Roughly six weeks ago Facebook bought Parse, the mobile-backend-as-a-service that lets app developers focus on their app's business logic instead of sticky bits like hosting data services. There are many reasons that Facebook made this purchase. Of course, there is the developer/user base that comes along with such a purchase. However, the primary reason is that Parse's platform (data storage, user account management, Facebook/Twitter login integration, push notifications, the ability to run code in the cloud with multiple service integrations) has extensive capabilities that allow app developers to quickly and cheaply create new apps with sophisticated features. Facebook wants more developers to create apps that integrate with Facebook, and the Parse acquisition goes a long way towards that goal.
Where, then, does Amazon come into play? Well, I've used Parse for a few projects in the past. I was also seriously considering using it in two different apps that I've been contemplating. However, after the Facebook acquisition, I'm a bit hesitant to put my faith in Parse as a platform. The main reason for this stance is that Facebook isn't known for being very kind to developers. There are alternatives such as Microsoft's Windows Azure Mobile Services, but those alternatives are either inferior in feature sets, more expensive, produced by fledgling startups with uncertain futures, or some combination of the above. Amazon, however, could provide a suitable alternative for developers worried about betting their business on Facebook/Parse.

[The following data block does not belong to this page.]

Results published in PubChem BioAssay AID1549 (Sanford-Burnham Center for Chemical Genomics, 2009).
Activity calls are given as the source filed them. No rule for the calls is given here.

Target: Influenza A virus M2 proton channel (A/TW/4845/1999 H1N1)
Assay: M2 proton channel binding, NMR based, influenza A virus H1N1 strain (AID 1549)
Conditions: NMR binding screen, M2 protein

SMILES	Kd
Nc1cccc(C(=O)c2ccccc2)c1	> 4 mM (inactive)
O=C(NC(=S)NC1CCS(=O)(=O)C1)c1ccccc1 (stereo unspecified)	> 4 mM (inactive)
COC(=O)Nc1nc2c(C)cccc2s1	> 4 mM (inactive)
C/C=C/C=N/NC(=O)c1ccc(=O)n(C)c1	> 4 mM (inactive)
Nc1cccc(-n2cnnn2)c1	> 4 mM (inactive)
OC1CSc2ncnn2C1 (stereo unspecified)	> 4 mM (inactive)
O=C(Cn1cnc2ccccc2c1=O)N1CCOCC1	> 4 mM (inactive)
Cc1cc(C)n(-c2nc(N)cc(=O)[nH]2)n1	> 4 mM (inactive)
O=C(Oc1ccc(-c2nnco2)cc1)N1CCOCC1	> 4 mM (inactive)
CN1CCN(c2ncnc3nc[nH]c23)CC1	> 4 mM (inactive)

Amazon has been quite successful with its AWS (Amazon Web Services) offering, and many of the web's biggest players use AWS as their backend. In fact, Parse itself is a platform that is developed on top of AWS. Something that Amazon is missing, however, is a service that provides the same ease of use for mobile app developers that Parse does. (Seriously, go check out Parse's documentation...it's amazingly well done.)
From a technical perspective, Amazon could create a service that is simpler to use than the raw services provided by the current AWS stack and with deeper integrations with third party services. From a business perspective, Amazon could price this service very competitively. From a trust perspective, Amazon is clearly a business that isn't going to go away any time soon.
How would this fit into Amazon's strategy? Creating a mobile-backend-as-a-service would encourage even more developers, particularly mobile app developers, to use Amazon's services. This creates greater revenue opportunities for Amazon by reaching developers that might not otherwise have selected the full AWS offering. Also, it creates an opportunity for revenue sharing with some of those niche magazine apps that have become all the rage on the iOS Newsstand (The Magazine and The Loop, for example). After all, that type of content needs to be hosted somewhere and the subscriptions inherent in those magazines provide recurring revenue opportunities. (Bonus points if Amazon makes it easy to migrate to the full AWS stack when/if a developer is ready to do so.)
It's not clear if Amazon has ever considered creating this type of service. It certainly sounds intriguing to me as a mobile app developer. If the 'Featured Customers' section of Parse's website is any indication, there are many big name app developers that might agree.